Are you going to start exercising and you don’t know what to eat for training with diabetes? Don’t worry, this article is for you.

A good diet is crucial for a life linked to sport, especially when you have diabetes. If you have a varied diet adapted to the lifestyle of the person who is going to consume it, in addition to providing nutrients, it will provide the energy needed for sports. All this together will allow you to control your blood glucose levels more easily. Therefore, in this article we are going to show you what to eat for training with diabetes.

What should I eat for trainning with diabetes?


Getting the necessary energy is essential if we want to train with diabetes since, otherwise, we could suffer from hypoglycemia in the middle of training. To avoid this, it is advisable to ingest a small amount of carbohydrates 20 minutes before training. Here are some ideas for snacks that will give you enough energy to get you going.

A small ham sandwich

Bread is a food high in fiber and carbohydrates, in addition to having iron and magnesium. Together with ham, which also has vitamins B1, B6 and B12, it makes the perfect snack for working out without feeling heavy.

A piece of fruit

The biggest advantage of eating fruit is that it allows you to vary every day and not get tired. Strawberries, for example, have a great antioxidant capacity, while apples, for example, help eliminate toxins. There is a fruit for everyone.


Apart from being a source of calcium and protein, yogurt, like milk, will provide us with carbohydrates to train. These can be combined with other foods such as pieces of fruit, nuts or oatmeal to turn a simple yogurt into a full snack.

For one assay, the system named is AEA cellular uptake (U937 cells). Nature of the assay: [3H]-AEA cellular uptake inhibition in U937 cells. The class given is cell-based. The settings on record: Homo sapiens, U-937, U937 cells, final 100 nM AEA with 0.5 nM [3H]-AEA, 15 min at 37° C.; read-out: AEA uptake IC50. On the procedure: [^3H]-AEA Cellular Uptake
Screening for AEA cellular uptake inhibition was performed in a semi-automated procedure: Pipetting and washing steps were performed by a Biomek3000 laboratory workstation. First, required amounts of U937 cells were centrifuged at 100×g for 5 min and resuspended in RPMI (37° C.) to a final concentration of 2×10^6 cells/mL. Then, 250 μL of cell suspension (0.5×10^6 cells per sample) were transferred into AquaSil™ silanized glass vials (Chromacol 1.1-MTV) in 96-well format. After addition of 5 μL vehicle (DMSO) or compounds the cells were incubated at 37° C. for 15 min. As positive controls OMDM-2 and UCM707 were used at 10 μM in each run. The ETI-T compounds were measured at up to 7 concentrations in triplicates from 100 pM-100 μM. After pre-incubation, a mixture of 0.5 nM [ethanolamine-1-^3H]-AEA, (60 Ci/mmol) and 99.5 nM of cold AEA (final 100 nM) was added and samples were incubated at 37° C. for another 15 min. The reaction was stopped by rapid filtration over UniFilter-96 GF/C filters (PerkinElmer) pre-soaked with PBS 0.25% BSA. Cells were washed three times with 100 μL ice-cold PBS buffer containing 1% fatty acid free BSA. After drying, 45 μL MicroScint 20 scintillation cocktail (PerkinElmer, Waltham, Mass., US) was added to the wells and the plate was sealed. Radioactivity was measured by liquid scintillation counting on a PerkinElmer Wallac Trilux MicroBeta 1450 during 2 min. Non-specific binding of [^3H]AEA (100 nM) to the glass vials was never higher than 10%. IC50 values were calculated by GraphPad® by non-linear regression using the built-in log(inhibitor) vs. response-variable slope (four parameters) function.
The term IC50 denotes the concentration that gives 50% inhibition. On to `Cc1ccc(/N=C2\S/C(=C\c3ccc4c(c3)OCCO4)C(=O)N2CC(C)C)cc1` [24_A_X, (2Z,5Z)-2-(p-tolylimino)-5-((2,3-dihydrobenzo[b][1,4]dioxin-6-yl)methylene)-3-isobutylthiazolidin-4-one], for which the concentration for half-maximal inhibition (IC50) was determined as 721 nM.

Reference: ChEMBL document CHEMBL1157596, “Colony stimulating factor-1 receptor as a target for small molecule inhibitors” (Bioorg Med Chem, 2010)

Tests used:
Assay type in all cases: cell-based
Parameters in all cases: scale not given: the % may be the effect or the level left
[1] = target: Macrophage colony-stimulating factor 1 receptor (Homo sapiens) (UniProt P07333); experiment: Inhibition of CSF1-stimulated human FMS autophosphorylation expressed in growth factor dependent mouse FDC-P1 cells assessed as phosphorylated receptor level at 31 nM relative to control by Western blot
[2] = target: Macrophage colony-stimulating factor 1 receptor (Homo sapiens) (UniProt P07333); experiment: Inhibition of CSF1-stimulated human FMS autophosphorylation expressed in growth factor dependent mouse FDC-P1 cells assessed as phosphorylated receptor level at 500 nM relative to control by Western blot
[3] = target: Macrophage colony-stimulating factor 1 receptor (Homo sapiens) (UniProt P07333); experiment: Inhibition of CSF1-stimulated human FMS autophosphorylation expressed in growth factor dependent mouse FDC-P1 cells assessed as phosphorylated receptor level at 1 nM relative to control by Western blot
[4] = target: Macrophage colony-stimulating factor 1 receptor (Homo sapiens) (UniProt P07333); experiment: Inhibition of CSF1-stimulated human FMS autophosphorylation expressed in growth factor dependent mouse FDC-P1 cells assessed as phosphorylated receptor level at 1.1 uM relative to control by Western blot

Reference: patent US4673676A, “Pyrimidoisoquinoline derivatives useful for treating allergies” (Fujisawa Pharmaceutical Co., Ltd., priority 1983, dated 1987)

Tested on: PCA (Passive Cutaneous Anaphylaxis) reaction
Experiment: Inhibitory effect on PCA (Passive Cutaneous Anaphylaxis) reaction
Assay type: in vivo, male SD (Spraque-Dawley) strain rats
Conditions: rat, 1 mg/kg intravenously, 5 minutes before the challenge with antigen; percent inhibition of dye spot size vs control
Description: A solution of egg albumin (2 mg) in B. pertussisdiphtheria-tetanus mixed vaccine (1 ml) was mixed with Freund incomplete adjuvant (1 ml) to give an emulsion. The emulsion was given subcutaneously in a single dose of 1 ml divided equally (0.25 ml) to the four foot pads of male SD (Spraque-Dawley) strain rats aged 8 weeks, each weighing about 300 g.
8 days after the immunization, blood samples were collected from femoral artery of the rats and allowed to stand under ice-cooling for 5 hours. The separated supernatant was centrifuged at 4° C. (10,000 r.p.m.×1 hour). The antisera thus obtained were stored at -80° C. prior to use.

Chicken thighs with rice

If you’re caught in the middle of the day and don’t know what to eat for training with diabetes, a more complete dish that will provide you the carbohydrates you need are chicken thighs. You can prepare them as you like: in sauce, baked, with vegetables, with potatoes… If you also combine them with white rice, you will have a dish that will provide you with a lot of energy for your incoming training.

Remember that it is important to always keep an eye on blood glucose levels with applications such as Cori, as each body reacts differently to different carbohydrates.

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People with diabetes are especially vulnerable to the dangers of colds and the flu, but there are things you can do to control your symptoms and avoid getting sick in the first place. You may maintain your health even when you’re feeling under the weather by constantly monitoring your blood sugar levels, staying hydrated, getting enough of rest, and adhering to your diabetes management plan. Additionally, you may lower your risk of getting sick and safeguard yourself from any problems by maintaining proper cleanliness, being vaccinated, and generally maintaining good health. Make sure to discuss any worries you may have with your healthcare team for advice and support if you have diabetes and are worried about managing colds and the flu.

What if I run out of energy during training?


During training you can always carry fast-absorbing carbohydrates with you in case you are low on sugar. You can carry some fruit juice with you or, if you prefer, the piece of fruit itself. Energy bars are also not a bad choice, and if you have a sweet tooth, sweets can help to boost your levels as well.

Pay special attention at the end of your workout


At the end of your workout, your muscles are still consuming glucose, so you may continue to see your levels drop. This can last up to 12 hours, so it’s important to regularly test your blood sugar levels or consume food to avoid post-workout hypoglycemia. Nuts are a good choice to eat after training to replenish the energy expended, as they have a low glycemic index.

On days when we have done higher intensity training we should be aware of possible nocturnal hypoglycemia. This can occur if, before going to sleep, levels are below 120mg/dl.

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